Revoking A Power Of Attorney: Everything You Need To Know
When you give someone Power of Attorney, you are giving them a lot of control over your life and your future. It’s not uncommon for people to change their minds. That’s when revoking a Power of Attorney comes in.
This is actually easier to do than you might expect. The only important factor is that you must have “mental capacity” – awareness of what your decision will actually mean – before you can do it.
Other than that, there are a few more things to be aware of:
What Is A Power Of Attorney?
A Power of Attorney is a legal document that gives one person (the attorney) the right to make important life decisions on behalf of someone else (the donor).
You can give more than one person your Power of Attorney. Many people do this in case one attorney has an accident or cannot discharge their duties when the time comes.
There are several different types of Power of Attorney:
- Ordinary Power of Attorney – is usually a temporary power that lasts while a donor is not in the country or has an illness or injury from which they’re expected to soon recover.
- Lasting Power of Attorney – is a power that is set up in advance, designed to come into effect when a donor loses mental capacity at some point in the future. This may be due to old age, dementia, or another illness.
Why Would You Revoke A Power Of Attorney?
Depending on the exact terms of the document you’ve had your solicitor draw up, someone with your Power of Attorney is able to make major decisions on your behalf.
Lasting Power of Attorney in particular comes in two different types. One of these gives your attorney the ability to decide the kind of medical care you receive and even where you live, who you see, and what you eat.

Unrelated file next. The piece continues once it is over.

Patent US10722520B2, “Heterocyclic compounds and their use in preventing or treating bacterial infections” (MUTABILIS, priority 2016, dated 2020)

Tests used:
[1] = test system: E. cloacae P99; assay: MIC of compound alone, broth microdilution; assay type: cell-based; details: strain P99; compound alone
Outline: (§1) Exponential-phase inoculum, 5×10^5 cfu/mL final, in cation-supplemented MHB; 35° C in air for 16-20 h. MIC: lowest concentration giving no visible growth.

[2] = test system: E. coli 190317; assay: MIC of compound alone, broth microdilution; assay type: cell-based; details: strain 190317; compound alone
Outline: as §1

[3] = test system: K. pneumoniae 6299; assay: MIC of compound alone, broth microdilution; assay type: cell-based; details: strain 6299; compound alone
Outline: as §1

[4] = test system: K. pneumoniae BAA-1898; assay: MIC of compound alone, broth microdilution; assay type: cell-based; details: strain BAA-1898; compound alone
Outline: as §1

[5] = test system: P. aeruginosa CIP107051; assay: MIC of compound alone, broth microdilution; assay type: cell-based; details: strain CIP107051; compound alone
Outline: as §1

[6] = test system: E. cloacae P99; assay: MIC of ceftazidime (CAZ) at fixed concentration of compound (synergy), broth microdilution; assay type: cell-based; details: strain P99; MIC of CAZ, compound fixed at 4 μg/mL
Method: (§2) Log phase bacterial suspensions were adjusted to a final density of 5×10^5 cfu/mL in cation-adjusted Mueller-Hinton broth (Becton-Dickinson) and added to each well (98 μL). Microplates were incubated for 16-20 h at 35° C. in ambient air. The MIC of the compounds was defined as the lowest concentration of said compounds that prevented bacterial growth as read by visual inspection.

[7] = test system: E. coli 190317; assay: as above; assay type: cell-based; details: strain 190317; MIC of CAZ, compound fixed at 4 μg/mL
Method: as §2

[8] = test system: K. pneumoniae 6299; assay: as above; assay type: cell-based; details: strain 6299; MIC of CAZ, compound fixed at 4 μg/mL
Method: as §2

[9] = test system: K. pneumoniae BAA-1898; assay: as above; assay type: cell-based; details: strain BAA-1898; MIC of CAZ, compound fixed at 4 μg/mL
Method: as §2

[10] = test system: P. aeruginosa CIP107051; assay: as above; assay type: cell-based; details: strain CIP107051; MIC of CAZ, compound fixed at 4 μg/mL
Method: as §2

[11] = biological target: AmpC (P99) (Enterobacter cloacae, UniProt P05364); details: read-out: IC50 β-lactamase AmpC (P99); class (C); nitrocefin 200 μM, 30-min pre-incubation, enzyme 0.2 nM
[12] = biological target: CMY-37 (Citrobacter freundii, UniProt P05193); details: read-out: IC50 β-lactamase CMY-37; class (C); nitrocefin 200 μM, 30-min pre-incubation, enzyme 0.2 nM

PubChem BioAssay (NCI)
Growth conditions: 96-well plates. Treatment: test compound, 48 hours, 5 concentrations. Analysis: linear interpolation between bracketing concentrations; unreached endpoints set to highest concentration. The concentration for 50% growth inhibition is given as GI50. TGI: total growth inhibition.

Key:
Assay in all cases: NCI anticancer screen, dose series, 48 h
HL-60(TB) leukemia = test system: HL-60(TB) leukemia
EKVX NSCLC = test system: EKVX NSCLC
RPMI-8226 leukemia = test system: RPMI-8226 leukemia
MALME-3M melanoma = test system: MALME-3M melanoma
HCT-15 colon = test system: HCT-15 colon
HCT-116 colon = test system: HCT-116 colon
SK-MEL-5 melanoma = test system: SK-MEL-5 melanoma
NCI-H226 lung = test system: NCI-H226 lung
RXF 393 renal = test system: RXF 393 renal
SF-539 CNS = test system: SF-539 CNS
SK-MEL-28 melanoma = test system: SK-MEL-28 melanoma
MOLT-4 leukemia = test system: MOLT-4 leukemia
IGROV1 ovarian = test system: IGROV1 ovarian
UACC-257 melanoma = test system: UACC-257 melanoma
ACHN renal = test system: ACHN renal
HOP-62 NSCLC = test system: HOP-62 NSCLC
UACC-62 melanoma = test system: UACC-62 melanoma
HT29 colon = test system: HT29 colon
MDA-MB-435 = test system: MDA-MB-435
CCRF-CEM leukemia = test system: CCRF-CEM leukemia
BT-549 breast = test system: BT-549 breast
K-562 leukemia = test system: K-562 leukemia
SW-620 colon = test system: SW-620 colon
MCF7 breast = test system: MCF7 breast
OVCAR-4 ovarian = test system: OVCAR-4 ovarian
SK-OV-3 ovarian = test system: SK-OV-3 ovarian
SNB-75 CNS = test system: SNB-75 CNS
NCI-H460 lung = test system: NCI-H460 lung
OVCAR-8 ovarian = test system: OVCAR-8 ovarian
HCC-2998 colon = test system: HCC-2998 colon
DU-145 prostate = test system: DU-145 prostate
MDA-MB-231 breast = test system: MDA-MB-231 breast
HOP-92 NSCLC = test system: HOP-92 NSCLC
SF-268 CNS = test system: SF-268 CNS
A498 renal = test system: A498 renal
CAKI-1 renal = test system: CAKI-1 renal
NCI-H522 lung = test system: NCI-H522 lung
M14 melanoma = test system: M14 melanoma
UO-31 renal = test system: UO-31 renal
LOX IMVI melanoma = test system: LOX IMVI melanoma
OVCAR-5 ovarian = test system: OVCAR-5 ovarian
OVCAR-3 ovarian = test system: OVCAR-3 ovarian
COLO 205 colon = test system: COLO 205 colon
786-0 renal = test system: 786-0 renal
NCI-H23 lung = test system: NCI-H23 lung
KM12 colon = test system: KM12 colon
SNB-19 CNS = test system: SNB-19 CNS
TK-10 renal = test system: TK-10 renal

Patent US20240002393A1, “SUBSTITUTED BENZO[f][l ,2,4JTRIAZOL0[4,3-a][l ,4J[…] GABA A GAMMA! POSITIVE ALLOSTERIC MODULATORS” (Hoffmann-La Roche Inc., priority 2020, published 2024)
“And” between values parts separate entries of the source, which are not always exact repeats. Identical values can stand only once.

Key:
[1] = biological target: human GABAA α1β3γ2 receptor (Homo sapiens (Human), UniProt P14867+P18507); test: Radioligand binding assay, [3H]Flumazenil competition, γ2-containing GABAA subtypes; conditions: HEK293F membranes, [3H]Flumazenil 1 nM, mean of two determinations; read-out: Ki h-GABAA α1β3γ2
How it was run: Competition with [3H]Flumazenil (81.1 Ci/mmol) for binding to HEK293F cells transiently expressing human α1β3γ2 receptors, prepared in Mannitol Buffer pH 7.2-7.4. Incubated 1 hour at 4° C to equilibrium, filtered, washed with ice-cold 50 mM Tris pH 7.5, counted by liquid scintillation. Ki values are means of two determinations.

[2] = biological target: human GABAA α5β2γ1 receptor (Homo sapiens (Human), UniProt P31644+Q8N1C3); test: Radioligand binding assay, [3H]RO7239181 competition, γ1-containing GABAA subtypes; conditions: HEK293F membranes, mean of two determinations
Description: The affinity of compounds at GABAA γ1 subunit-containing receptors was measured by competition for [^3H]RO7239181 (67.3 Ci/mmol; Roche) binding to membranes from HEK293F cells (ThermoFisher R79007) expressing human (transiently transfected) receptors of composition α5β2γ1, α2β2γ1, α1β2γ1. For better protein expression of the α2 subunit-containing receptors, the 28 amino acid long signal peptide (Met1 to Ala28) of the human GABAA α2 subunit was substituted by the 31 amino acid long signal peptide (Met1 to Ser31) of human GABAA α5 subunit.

This makes choosing the person or people who will be your attorneys vital. They need to be people you trust implicitly, meaning close family members and partners are among the most common choices.
Revoking Power of Attorney only usually happens in circumstances when:
- Trust is lost for some reason, perhaps divorce or unexpected disagreement
- Someone more suitable becomes available
- You have regained the ability to make decisions on your own behalf
- It’s no longer easy for your attorney to act for you (perhaps they move to a different country)
How To Take Power Of Attorney Away From Someone
You can cancel an Ordinary Power of Attorney or a Lasting Power of Attorney at any time.
It’s not quite as easy as simply verbally telling someone that they are no longer your attorney. However, the process is still relatively straightforward:
- Mental capacity – you must have mental capacity (the ability to make and understand decisions you have made) before you can make changes to a Power of Attorney.
- Deed of Revocation – a Deed of Revocation is a written statement of your desire to remove an attorney that follows a set formula. It needs to be signed by the person who granted the Power of Attorney in the first place. Your attorney also needs to be notified.
- Contact the OPG – the Office of the Public Guardian will need a copy of your Deed of Revocation and your original Power of Attorney document.
When you want to cancel an Ordinary Power of Attorney, this is usually pretty easy. Problems can arise with Lasting Powers of Attorney though.
This is because a Lasting Power is designed to come into effect when a donor has lost mental capacity. In order to make changes to a Power of Attorney, the donor must prove they have regained it.
Can I Cancel Just One Power Of Attorney?
Yes. A Deed of Partial Revocation is a document that can be
The process is the same as that outlined above. The only difference is that the Partial Deed of Revocation has a slightly different official format.
How Long Does It Take To Cancel A Power Of Attorney?
After sending all of the relevant information and documents to the Office of the Public Guardian you should receive notification of the court’s decision within 16 weeks.
When Can You Revoke A Power Of Attorney?
There are no time restrictions on when you can cancel or revoke Power of Attorney documents. The only limiting factor is that you must show that you have what’s called the “mental capacity” to make the choice.
This is normally defined as the ability to understand information about the choice, what the outcome will mean, and being able to remember it all long enough to make the decision.
Need impartial expertise to advise you on how to revoke or change a Power of Attorney?
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